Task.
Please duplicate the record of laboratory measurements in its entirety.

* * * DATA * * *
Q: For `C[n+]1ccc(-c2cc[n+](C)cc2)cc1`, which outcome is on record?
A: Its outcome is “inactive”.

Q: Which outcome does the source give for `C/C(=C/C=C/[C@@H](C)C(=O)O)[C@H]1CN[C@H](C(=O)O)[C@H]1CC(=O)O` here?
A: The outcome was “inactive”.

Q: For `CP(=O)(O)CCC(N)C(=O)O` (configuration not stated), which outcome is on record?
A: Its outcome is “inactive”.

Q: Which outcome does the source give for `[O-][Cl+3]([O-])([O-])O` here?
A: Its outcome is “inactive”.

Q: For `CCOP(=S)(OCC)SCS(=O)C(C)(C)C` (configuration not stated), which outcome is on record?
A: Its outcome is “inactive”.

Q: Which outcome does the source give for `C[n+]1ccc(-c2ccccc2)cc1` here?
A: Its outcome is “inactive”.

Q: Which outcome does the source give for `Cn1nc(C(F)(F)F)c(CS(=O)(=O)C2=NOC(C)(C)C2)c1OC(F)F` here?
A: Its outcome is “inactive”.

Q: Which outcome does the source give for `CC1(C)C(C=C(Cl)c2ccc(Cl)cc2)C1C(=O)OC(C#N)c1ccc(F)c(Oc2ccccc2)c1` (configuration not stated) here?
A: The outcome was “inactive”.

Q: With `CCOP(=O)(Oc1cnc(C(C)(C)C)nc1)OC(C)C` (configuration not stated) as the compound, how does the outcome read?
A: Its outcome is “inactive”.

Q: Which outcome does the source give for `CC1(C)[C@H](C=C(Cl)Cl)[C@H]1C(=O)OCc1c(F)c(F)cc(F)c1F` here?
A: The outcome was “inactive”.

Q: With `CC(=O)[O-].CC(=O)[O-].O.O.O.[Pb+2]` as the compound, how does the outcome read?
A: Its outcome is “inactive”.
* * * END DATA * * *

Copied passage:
Q: For `C[n+]1ccc(-c2cc[n+](C)cc2)cc1`, which outcome is on record?
A: Its outcome is “inactive”.

Q: Which outcome does the source give for `C/C(=C/C=C/[C@@H](C)C(=O)O)[C@H]1CN[C@H](C(=O)O)[C@H]1CC(=O)O` here?
A: The outcome was “inactive”.

Q: For `CP(=O)(O)CCC(N)C(=O)O` (configuration not stated), which outcome is on record?
A: Its outcome is “inactive”.

Q: Which outcome does the source give for `[O-][Cl+3]([O-])([O-])O` here?
A: Its outcome is “inactive”.

Q: For `CCOP(=S)(OCC)SCS(=O)C(C)(C)C` (configuration not stated), which outcome is on record?
A: Its outcome is “inactive”.

Q: Which outcome does the source give for `C[n+]1ccc(-c2ccccc2)cc1` here?
A: Its outcome is “inactive”.

Q: Which outcome does the source give for `Cn1nc(C(F)(F)F)c(CS(=O)(=O)C2=NOC(C)(C)C2)c1OC(F)F` here?
A: Its outcome is “inactive”.

Q: Which outcome does the source give for `CC1(C)C(C=C(Cl)c2ccc(Cl)cc2)C1C(=O)OC(C#N)c1ccc(F)c(Oc2ccccc2)c1` (configuration not stated) here?
A: The outcome was “inactive”.

Q: With `CCOP(=O)(Oc1cnc(C(C)(C)C)nc1)OC(C)C` (configuration not stated) as the compound, how does the outcome read?
A: Its outcome is “inactive”.

Q: Which outcome does the source give for `CC1(C)[C@H](C=C(Cl)Cl)[C@H]1C(=O)OCc1c(F)c(F)cc(F)c1F` here?
A: The outcome was “inactive”.

Q: With `CC(=O)[O-].CC(=O)[O-].O.O.O.[Pb+2]` as the compound, how does the outcome read?
A: Its outcome is “inactive”.